Sleep quality and risk of coronary heart disease - a prospective cohort study from the English longitudinal study of ageing.
Song Chenxi,Zhang Rui,Liao Jiaqiang,Fu Rui,Wang Chunyue,Liu Qianqian,Song Weihua,Wang Hongjian,Dou Kefei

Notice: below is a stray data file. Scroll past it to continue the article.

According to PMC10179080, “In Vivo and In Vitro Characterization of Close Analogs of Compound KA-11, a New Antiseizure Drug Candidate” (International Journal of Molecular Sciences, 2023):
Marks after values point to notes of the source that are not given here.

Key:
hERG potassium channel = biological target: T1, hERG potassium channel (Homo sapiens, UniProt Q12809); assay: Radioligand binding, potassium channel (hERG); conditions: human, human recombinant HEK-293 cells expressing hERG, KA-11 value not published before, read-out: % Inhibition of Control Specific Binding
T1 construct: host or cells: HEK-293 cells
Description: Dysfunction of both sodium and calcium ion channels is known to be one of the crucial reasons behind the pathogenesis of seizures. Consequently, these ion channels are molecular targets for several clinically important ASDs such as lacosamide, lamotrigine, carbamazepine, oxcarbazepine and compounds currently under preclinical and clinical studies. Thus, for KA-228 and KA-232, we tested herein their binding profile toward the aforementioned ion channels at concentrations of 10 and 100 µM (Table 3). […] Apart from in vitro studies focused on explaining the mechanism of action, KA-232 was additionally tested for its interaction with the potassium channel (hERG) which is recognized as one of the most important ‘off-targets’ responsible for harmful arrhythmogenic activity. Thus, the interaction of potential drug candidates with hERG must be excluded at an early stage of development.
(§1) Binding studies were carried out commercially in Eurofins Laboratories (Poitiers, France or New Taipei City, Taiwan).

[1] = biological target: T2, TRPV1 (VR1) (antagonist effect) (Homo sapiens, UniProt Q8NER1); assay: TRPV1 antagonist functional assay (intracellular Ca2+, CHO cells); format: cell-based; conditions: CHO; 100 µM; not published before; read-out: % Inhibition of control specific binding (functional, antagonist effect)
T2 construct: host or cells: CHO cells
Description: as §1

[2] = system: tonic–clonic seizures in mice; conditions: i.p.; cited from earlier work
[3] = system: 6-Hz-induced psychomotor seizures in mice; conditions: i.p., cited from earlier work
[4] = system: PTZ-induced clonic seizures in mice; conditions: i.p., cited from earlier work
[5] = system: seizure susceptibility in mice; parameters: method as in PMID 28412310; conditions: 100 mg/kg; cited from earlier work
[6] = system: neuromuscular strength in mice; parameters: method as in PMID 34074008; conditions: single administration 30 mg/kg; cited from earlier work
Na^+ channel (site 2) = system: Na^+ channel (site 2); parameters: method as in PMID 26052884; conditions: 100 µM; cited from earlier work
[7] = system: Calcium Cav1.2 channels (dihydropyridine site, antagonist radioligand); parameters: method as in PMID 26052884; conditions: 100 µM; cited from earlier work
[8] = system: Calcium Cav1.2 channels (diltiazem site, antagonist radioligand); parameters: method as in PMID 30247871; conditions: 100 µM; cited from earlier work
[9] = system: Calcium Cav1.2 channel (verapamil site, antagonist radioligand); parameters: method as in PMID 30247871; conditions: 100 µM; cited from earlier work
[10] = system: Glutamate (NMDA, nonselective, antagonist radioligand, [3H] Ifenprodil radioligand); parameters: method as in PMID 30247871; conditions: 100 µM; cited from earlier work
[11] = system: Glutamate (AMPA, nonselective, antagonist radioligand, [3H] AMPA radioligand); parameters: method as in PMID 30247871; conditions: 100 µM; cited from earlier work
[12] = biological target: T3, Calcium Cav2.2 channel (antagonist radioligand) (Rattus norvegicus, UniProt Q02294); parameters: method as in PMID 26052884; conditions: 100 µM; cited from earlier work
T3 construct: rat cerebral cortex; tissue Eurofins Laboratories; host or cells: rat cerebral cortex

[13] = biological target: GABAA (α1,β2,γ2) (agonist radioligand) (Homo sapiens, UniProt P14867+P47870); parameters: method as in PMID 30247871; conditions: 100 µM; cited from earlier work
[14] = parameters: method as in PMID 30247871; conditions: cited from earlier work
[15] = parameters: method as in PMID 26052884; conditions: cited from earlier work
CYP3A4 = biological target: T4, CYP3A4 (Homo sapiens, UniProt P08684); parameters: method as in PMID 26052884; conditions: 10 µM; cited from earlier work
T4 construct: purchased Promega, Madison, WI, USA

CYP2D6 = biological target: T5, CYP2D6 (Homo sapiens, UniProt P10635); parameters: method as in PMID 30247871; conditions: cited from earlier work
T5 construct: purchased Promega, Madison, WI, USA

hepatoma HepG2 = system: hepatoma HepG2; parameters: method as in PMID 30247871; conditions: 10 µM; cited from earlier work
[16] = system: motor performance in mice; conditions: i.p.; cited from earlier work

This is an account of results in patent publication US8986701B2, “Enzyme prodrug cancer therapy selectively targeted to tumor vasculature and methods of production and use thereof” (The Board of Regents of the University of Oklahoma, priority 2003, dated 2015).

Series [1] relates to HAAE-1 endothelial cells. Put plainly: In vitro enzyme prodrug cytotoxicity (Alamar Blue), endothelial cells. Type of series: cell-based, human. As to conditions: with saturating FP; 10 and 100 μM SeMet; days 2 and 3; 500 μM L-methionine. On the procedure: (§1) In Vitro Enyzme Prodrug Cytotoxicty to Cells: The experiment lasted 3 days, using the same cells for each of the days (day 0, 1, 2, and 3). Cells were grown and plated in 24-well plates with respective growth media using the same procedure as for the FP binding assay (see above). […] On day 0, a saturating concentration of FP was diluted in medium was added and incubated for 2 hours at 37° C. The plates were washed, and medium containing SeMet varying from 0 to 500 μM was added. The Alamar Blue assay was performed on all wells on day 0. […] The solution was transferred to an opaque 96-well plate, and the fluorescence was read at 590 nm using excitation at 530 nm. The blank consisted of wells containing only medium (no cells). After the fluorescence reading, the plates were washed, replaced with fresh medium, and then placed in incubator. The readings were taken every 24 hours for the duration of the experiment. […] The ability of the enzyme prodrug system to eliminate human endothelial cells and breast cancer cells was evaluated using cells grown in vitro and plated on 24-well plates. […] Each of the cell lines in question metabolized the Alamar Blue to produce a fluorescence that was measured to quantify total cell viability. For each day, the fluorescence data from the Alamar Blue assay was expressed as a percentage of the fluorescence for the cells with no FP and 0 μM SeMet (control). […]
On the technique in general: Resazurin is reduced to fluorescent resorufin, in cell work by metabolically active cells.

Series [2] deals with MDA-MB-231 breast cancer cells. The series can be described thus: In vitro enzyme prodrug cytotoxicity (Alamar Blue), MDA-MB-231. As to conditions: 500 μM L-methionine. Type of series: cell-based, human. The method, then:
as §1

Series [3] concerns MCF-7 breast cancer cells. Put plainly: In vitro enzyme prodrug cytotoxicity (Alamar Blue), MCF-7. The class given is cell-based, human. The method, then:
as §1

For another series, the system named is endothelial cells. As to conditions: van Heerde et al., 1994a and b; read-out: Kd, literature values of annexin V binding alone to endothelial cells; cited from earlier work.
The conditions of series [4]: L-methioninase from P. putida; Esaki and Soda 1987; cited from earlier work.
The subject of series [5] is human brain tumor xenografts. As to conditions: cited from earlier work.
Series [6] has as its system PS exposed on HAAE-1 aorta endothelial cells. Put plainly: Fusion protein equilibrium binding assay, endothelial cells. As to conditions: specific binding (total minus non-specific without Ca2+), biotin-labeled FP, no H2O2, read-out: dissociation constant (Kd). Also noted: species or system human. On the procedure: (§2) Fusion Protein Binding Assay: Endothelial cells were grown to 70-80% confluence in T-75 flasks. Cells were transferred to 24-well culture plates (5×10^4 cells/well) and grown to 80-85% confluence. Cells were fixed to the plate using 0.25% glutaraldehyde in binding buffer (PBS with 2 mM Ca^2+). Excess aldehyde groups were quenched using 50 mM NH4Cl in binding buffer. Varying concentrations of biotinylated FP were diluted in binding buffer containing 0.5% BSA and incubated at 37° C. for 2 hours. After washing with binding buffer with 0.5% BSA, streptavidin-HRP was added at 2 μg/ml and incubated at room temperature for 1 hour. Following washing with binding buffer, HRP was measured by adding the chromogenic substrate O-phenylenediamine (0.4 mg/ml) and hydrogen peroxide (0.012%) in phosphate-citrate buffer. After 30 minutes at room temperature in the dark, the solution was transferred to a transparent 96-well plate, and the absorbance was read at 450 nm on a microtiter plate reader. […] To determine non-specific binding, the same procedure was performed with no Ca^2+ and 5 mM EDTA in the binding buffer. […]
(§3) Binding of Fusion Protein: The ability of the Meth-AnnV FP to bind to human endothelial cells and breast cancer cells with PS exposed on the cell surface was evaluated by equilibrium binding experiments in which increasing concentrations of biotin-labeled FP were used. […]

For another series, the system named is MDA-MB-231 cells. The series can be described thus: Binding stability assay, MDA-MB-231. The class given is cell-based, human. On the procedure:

BACKGROUND:The association between sleep quality and risk of coronary heart disease (CHD) remains unclear in the elderly. RESULTS:At eight-year follow up, a total of 411 (4.29%) participants developed CHD. Compared with good quality group, the multivariable hazard ratio [HR] (95% confidence interval [CI]) for CHD was 1.393 (1.005, 1.931) for intermediate quality group and 1.913 (1.206, 3.035) for poor quality group. Consistent results were observed in participants with normal sleep duration. CONCLUSIONS:Poor sleep quality may be a novel modifiable risk factor for CHD in the elderly independent of conventional cardiovascular risk factors, even when sleep duration was normal. METHODS:The current study included 9570 CHD-free participants in the English Longitudinal Study of Ageing (ELSA) from wave 4 (2008 to 2009). Incident CHD included new onset angina or myocardial infarction. Sleep quality was measured by a four-item questionnaire. Score ranged from 1 (best) to 4 (poorest). Participants were divided into three groups: good quality (1 ≤ score <2), intermediate quality (2 ≤ score <3) and poor quality (3 ≤ score ≤4). Cox regression model was used to calculate HR for CHD risk according to sleep quality, adjusted for conventional CHD risk factors and sleep duration.